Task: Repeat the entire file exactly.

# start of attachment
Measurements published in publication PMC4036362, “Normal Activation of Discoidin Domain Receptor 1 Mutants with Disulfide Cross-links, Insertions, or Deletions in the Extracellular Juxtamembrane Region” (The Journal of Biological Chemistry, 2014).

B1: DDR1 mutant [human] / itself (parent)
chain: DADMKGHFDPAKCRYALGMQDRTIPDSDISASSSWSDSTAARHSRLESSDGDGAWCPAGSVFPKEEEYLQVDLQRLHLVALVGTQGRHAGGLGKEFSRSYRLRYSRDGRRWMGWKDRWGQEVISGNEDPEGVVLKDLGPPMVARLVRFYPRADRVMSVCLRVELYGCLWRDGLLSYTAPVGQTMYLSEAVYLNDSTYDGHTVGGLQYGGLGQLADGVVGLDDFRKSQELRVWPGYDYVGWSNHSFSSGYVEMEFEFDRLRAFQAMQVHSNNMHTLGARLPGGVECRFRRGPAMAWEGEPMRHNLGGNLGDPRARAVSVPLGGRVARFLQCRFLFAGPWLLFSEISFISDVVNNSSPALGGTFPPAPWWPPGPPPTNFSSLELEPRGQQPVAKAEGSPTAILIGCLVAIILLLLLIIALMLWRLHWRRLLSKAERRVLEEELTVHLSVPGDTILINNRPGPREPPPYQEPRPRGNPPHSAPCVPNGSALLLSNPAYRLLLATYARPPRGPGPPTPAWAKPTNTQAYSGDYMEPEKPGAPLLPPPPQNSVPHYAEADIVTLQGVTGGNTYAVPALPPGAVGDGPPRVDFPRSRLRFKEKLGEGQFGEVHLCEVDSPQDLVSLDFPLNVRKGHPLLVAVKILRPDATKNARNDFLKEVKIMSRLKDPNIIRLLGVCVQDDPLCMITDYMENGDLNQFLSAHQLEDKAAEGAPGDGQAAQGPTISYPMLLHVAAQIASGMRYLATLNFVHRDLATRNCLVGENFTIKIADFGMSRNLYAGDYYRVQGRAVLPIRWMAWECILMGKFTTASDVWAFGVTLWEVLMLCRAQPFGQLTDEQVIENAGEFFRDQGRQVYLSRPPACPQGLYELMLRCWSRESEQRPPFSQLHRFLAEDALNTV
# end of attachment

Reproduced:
Measurements published in publication PMC4036362, “Normal Activation of Discoidin Domain Receptor 1 Mutants with Disulfide Cross-links, Insertions, or Deletions in the Extracellular Juxtamembrane Region” (The Journal of Biological Chemistry, 2014).

B1: DDR1 mutant [human] / itself (parent)
chain: DADMKGHFDPAKCRYALGMQDRTIPDSDISASSSWSDSTAARHSRLESSDGDGAWCPAGSVFPKEEEYLQVDLQRLHLVALVGTQGRHAGGLGKEFSRSYRLRYSRDGRRWMGWKDRWGQEVISGNEDPEGVVLKDLGPPMVARLVRFYPRADRVMSVCLRVELYGCLWRDGLLSYTAPVGQTMYLSEAVYLNDSTYDGHTVGGLQYGGLGQLADGVVGLDDFRKSQELRVWPGYDYVGWSNHSFSSGYVEMEFEFDRLRAFQAMQVHSNNMHTLGARLPGGVECRFRRGPAMAWEGEPMRHNLGGNLGDPRARAVSVPLGGRVARFLQCRFLFAGPWLLFSEISFISDVVNNSSPALGGTFPPAPWWPPGPPPTNFSSLELEPRGQQPVAKAEGSPTAILIGCLVAIILLLLLIIALMLWRLHWRRLLSKAERRVLEEELTVHLSVPGDTILINNRPGPREPPPYQEPRPRGNPPHSAPCVPNGSALLLSNPAYRLLLATYARPPRGPGPPTPAWAKPTNTQAYSGDYMEPEKPGAPLLPPPPQNSVPHYAEADIVTLQGVTGGNTYAVPALPPGAVGDGPPRVDFPRSRLRFKEKLGEGQFGEVHLCEVDSPQDLVSLDFPLNVRKGHPLLVAVKILRPDATKNARNDFLKEVKIMSRLKDPNIIRLLGVCVQDDPLCMITDYMENGDLNQFLSAHQLEDKAAEGAPGDGQAAQGPTISYPMLLHVAAQIASGMRYLATLNFVHRDLATRNCLVGENFTIKIADFGMSRNLYAGDYYRVQGRAVLPIRWMAWECILMGKFTTASDVWAFGVTLWEVLMLCRAQPFGQLTDEQVIENAGEFFRDQGRQVYLSRPPACPQGLYELMLRCWSRESEQRPPFSQLHRFLAEDALNTV